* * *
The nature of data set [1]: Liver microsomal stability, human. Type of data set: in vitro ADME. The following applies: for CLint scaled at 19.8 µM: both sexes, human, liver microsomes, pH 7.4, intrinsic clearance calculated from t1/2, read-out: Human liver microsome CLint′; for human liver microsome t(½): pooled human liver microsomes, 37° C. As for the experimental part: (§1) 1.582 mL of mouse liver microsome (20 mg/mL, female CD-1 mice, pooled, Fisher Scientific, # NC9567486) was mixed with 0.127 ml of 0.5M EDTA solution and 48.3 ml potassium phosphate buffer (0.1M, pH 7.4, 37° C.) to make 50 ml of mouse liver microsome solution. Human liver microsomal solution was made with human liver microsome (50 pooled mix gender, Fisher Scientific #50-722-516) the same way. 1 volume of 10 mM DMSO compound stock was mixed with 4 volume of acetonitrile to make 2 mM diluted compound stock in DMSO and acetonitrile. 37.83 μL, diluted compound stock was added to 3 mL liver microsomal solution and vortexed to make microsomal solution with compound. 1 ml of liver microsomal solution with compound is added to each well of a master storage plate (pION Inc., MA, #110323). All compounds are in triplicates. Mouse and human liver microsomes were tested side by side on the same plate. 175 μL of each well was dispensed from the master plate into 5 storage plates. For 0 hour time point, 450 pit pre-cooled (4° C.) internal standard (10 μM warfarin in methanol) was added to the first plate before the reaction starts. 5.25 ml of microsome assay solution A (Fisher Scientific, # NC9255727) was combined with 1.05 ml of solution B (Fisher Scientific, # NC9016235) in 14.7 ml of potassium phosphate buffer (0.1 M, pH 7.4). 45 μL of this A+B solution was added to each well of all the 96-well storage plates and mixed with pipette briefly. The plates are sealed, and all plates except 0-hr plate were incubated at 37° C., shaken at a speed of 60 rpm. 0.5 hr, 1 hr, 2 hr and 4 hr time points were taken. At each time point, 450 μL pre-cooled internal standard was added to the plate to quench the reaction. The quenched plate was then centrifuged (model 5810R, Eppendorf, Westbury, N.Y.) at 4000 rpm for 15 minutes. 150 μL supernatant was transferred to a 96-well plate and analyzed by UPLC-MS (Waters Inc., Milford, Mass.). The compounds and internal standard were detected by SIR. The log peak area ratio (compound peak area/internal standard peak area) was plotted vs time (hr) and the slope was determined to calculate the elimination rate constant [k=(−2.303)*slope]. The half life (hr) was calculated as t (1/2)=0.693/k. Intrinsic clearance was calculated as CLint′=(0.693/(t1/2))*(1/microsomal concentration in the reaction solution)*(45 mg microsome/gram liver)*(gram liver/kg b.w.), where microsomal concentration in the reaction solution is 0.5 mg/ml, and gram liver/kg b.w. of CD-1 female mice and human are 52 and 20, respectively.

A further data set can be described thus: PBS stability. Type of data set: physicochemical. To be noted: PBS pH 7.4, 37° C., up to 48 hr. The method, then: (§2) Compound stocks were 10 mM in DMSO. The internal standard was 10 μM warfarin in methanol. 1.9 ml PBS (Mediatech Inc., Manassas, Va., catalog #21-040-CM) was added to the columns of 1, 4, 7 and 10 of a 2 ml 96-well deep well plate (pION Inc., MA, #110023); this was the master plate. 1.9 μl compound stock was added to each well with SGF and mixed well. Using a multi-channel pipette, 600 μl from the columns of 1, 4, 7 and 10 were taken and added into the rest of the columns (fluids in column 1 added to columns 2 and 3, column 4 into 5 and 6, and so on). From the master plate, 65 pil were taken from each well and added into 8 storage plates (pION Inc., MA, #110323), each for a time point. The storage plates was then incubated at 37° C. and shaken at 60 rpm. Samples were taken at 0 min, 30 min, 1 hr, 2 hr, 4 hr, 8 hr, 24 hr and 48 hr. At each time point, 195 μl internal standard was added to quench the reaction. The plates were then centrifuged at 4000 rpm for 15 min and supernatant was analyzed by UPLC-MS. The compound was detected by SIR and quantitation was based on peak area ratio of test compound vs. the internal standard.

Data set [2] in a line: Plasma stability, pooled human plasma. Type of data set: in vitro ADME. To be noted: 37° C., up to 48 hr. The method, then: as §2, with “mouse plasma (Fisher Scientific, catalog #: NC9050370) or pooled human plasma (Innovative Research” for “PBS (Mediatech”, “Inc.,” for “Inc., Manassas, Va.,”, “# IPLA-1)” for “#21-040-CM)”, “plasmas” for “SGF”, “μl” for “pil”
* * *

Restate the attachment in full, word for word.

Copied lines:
The nature of data set [1]: Liver microsomal stability, human. Type of data set: in vitro ADME. The following applies: for CLint scaled at 19.8 µM: both sexes, human, liver microsomes, pH 7.4, intrinsic clearance calculated from t1/2, read-out: Human liver microsome CLint′; for human liver microsome t(½): pooled human liver microsomes, 37° C. As for the experimental part: (§1) 1.582 mL of mouse liver microsome (20 mg/mL, female CD-1 mice, pooled, Fisher Scientific, # NC9567486) was mixed with 0.127 ml of 0.5M EDTA solution and 48.3 ml potassium phosphate buffer (0.1M, pH 7.4, 37° C.) to make 50 ml of mouse liver microsome solution. Human liver microsomal solution was made with human liver microsome (50 pooled mix gender, Fisher Scientific #50-722-516) the same way. 1 volume of 10 mM DMSO compound stock was mixed with 4 volume of acetonitrile to make 2 mM diluted compound stock in DMSO and acetonitrile. 37.83 μL, diluted compound stock was added to 3 mL liver microsomal solution and vortexed to make microsomal solution with compound. 1 ml of liver microsomal solution with compound is added to each well of a master storage plate (pION Inc., MA, #110323). All compounds are in triplicates. Mouse and human liver microsomes were tested side by side on the same plate. 175 μL of each well was dispensed from the master plate into 5 storage plates. For 0 hour time point, 450 pit pre-cooled (4° C.) internal standard (10 μM warfarin in methanol) was added to the first plate before the reaction starts. 5.25 ml of microsome assay solution A (Fisher Scientific, # NC9255727) was combined with 1.05 ml of solution B (Fisher Scientific, # NC9016235) in 14.7 ml of potassium phosphate buffer (0.1 M, pH 7.4). 45 μL of this A+B solution was added to each well of all the 96-well storage plates and mixed with pipette briefly. The plates are sealed, and all plates except 0-hr plate were incubated at 37° C., shaken at a speed of 60 rpm. 0.5 hr, 1 hr, 2 hr and 4 hr time points were taken. At each time point, 450 μL pre-cooled internal standard was added to the plate to quench the reaction. The quenched plate was then centrifuged (model 5810R, Eppendorf, Westbury, N.Y.) at 4000 rpm for 15 minutes. 150 μL supernatant was transferred to a 96-well plate and analyzed by UPLC-MS (Waters Inc., Milford, Mass.). The compounds and internal standard were detected by SIR. The log peak area ratio (compound peak area/internal standard peak area) was plotted vs time (hr) and the slope was determined to calculate the elimination rate constant [k=(−2.303)*slope]. The half life (hr) was calculated as t (1/2)=0.693/k. Intrinsic clearance was calculated as CLint′=(0.693/(t1/2))*(1/microsomal concentration in the reaction solution)*(45 mg microsome/gram liver)*(gram liver/kg b.w.), where microsomal concentration in the reaction solution is 0.5 mg/ml, and gram liver/kg b.w. of CD-1 female mice and human are 52 and 20, respectively.

A further data set can be described thus: PBS stability. Type of data set: physicochemical. To be noted: PBS pH 7.4, 37° C., up to 48 hr. The method, then: (§2) Compound stocks were 10 mM in DMSO. The internal standard was 10 μM warfarin in methanol. 1.9 ml PBS (Mediatech Inc., Manassas, Va., catalog #21-040-CM) was added to the columns of 1, 4, 7 and 10 of a 2 ml 96-well deep well plate (pION Inc., MA, #110023); this was the master plate. 1.9 μl compound stock was added to each well with SGF and mixed well. Using a multi-channel pipette, 600 μl from the columns of 1, 4, 7 and 10 were taken and added into the rest of the columns (fluids in column 1 added to columns 2 and 3, column 4 into 5 and 6, and so on). From the master plate, 65 pil were taken from each well and added into 8 storage plates (pION Inc., MA, #110323), each for a time point. The storage plates was then incubated at 37° C. and shaken at 60 rpm. Samples were taken at 0 min, 30 min, 1 hr, 2 hr, 4 hr, 8 hr, 24 hr and 48 hr. At each time point, 195 μl internal standard was added to quench the reaction. The plates were then centrifuged at 4000 rpm for 15 min and supernatant was analyzed by UPLC-MS. The compound was detected by SIR and quantitation was based on peak area ratio of test compound vs. the internal standard.

Data set [2] in a line: Plasma stability, pooled human plasma. Type of data set: in vitro ADME. To be noted: 37° C., up to 48 hr. The method, then: as §2, with “mouse plasma (Fisher Scientific, catalog #: NC9050370) or pooled human plasma (Innovative Research” for “PBS (Mediatech”, “Inc.,” for “Inc., Manassas, Va.,”, “# IPLA-1)” for “#21-040-CM)”, “plasmas” for “SGF”, “μl” for “pil”